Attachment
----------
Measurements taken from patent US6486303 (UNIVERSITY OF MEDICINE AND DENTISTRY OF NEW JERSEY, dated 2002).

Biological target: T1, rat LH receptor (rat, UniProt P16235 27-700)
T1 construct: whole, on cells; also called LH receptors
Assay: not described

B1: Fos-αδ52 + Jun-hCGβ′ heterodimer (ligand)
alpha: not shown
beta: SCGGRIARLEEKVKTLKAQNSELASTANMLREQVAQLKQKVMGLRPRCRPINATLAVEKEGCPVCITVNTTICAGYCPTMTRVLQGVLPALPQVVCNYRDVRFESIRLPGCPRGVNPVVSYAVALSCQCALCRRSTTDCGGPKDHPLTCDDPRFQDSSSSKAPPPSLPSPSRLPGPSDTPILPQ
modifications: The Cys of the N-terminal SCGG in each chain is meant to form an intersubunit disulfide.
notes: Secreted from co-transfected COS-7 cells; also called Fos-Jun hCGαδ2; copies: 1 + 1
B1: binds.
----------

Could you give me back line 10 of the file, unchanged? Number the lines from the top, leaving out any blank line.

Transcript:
B1: binds.